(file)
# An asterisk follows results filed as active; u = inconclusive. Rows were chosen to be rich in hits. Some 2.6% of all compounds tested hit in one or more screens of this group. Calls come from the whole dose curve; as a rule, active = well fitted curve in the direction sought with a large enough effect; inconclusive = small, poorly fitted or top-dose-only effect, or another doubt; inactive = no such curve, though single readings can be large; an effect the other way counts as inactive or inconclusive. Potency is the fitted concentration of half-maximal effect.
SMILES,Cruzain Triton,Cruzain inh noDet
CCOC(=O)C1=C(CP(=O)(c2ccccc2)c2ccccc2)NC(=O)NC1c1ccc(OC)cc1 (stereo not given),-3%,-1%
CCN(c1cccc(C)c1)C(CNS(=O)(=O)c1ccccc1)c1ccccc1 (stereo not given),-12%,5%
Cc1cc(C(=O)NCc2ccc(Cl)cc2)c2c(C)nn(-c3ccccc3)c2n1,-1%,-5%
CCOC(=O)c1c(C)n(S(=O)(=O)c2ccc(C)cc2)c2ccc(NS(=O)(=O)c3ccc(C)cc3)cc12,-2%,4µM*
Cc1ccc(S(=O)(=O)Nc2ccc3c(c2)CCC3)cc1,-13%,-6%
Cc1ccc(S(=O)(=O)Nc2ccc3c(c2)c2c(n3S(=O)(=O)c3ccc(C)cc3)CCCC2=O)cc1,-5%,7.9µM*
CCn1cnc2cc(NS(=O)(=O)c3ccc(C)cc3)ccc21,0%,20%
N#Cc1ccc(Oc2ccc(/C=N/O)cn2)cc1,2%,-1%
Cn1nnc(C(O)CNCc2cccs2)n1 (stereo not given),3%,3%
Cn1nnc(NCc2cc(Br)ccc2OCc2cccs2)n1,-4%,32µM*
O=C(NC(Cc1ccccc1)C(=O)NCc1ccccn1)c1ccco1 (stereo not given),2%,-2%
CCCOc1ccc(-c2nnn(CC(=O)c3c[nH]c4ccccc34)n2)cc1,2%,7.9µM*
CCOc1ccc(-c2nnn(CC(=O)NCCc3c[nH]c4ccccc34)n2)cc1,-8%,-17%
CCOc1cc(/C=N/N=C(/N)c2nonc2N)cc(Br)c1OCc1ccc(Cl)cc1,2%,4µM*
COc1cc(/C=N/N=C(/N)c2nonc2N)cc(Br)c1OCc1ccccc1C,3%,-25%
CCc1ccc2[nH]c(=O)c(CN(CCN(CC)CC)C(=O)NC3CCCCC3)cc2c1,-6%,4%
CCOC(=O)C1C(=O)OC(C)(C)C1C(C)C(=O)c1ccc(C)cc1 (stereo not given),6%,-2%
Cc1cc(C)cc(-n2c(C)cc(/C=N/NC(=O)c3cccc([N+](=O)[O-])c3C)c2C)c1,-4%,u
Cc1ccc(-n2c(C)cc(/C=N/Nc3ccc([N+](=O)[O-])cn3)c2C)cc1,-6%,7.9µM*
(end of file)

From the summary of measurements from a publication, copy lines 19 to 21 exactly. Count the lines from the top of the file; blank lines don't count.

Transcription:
CCOC(=O)C1C(=O)OC(C)(C)C1C(C)C(=O)c1ccc(C)cc1 (stereo not given),6%,-2%
Cc1cc(C)cc(-n2c(C)cc(/C=N/NC(=O)c3cccc([N+](=O)[O-])c3C)c2C)c1,-4%,u
Cc1ccc(-n2c(C)cc(/C=N/Nc3ccc([N+](=O)[O-])cn3)c2C)cc1,-6%,7.9µM*